With the NHL regular season entering the final stretch, there’s one more major hurdle to overcome and that’s the impending NHL trade deadline. Every team probably begins the season in October with their general manager circling the annual deadline date and this season that date circled is March 3rd. Key trades have already occurred and many more will no doubt happen in the next two weeks (or a team will wait until summer to wrap up their wheeling and dealing.)
This brings me to a point in time where each NHL team this season can be categorized based not only on their perfomance so far bu ttheir franchise outlook. There are certainly teams heading off to the Stanley Cup playoffs and teams just biding their time and waiting to go fishing this summer at home. I’ve broken down teams into the following categories (not all teams fit nicely into these grouping but I’ve made the obvious categories):
- The big-time Stanley Cup contenders: These teams are playing for a chance to hoist Lord Stanley’s cup come this June. The teams that immediately come to mind are the Boston Bruins, Carolina Hurricanes, Dallas Stars, Vegas Golden Knights and possibly the New Jersey Devils. Yes, there may be more teams to add but these teams are in the driver’s seat right now and in charge of their own destiny.
- The teams looking past the first round of the playoffs: The obvious category for teams like the New York Rangers, Winnipeg Jets, Los Angeles Kings, Tampa Bay Lightning and Toronto Maple Leafs. The Rangers and Maple Leafs have been some of the biggest trade participants so far with the Rangers acquiring Vladimir Tarasenko and Nikko Mikkola from the St. Lous Blues and the Maple Leafs picking up Ryan O’Reilly and Noel Acciari from the Blues as well (I’ll talk more about the Blues later.) These teams want to go as far as they can and maybe there’s a path to the Stanley Cup finals for them. Stay tuned and don’t rule these teams out.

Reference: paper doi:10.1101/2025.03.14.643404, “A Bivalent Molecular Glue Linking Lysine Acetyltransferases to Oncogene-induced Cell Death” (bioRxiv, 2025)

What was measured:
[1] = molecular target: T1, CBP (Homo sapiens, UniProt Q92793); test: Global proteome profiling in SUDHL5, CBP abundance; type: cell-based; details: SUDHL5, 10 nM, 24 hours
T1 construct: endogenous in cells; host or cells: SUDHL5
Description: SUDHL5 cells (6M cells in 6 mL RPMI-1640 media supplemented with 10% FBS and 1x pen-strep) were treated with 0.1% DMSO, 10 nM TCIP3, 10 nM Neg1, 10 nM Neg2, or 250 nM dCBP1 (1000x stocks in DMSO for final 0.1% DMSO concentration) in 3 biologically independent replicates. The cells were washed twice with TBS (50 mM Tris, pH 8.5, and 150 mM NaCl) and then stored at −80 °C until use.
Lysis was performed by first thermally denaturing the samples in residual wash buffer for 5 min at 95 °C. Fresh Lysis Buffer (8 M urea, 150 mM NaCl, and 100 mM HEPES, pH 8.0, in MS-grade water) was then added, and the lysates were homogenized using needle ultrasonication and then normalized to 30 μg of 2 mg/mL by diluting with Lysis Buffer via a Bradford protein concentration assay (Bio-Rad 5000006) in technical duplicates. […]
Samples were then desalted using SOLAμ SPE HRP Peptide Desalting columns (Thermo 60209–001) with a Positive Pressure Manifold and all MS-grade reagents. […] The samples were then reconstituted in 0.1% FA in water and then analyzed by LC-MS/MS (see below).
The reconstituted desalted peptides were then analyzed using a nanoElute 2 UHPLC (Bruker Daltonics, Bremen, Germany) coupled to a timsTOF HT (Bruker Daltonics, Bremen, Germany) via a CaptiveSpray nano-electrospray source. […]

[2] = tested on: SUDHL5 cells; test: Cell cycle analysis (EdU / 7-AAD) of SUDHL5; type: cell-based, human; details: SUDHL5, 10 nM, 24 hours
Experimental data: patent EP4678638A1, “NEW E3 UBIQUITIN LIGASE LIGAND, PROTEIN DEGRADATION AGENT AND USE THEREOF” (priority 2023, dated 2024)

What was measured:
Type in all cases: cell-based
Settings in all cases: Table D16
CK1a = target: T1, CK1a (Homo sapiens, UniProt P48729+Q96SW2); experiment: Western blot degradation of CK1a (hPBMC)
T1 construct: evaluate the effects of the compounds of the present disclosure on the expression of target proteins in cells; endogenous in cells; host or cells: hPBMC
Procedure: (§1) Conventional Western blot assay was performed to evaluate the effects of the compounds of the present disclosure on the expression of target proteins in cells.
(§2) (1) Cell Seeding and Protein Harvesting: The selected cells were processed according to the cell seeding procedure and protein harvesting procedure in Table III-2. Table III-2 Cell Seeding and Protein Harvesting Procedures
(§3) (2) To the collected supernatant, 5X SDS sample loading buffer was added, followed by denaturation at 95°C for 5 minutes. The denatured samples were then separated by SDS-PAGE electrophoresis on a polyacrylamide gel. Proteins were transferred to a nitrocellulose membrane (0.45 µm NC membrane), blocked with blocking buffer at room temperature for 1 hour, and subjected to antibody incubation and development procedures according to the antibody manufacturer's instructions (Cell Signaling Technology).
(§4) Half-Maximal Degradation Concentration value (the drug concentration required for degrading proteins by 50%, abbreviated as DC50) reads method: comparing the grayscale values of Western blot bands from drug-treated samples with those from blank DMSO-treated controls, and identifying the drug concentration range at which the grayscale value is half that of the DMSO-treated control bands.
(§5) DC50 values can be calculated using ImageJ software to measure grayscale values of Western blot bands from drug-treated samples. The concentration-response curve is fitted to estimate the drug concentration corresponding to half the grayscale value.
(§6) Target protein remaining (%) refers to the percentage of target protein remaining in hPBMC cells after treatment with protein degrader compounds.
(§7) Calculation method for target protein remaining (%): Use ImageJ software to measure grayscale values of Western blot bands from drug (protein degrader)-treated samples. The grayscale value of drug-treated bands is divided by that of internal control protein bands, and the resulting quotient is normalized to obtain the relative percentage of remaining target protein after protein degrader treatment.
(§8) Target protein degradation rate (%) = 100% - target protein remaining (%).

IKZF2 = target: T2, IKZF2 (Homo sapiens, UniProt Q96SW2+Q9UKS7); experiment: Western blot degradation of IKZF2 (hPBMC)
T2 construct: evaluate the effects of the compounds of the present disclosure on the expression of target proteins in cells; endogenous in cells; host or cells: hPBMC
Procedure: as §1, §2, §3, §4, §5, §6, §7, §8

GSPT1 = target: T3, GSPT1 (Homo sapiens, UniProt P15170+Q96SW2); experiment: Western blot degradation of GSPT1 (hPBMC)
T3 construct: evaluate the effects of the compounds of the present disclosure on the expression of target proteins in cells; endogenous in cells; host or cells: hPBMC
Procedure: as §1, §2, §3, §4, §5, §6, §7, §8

- The playoff hopefuls: This is a big category and many of these teams will no doubt pick up wild card spots but how deep will they go in the playoffs? The Edmonton Oilers, Colorado Avalanche, Seattle Kraken, Calgary Flames (with all their recent drama they may go on a final season tear), Washington Capitals, New York Islanders, Pittsburgh Penguins and Minnesota Wild all come to mind, The Islanders have already been involved in big trades by picking up team captain Bo Horvat from the Vancouver Canucks and Horvat’s already making an impact with his new team. Making the playoffs is one thing; advancing is another story.
- The bottom feeder-NHL draft pick contenders: I hate to use this category and it seems so harsh but let’s face it, despite whatever Gary Bettman says, there are teams trying to tank their season and cash in on the Connor Bedard sweepstakes. You know the teams – the Ducks, Blue Jackets and Blackhawks are racing as fast as they can to the bottom of the heap just to reap the top draft picks this summer. I don’t mean to say these teams are deliberately losing but their seasons are wired for lost causes and they look it. The upside is that all three franchises have talent and with their right draft picks, these teams could be competing for playoff spots-quickly.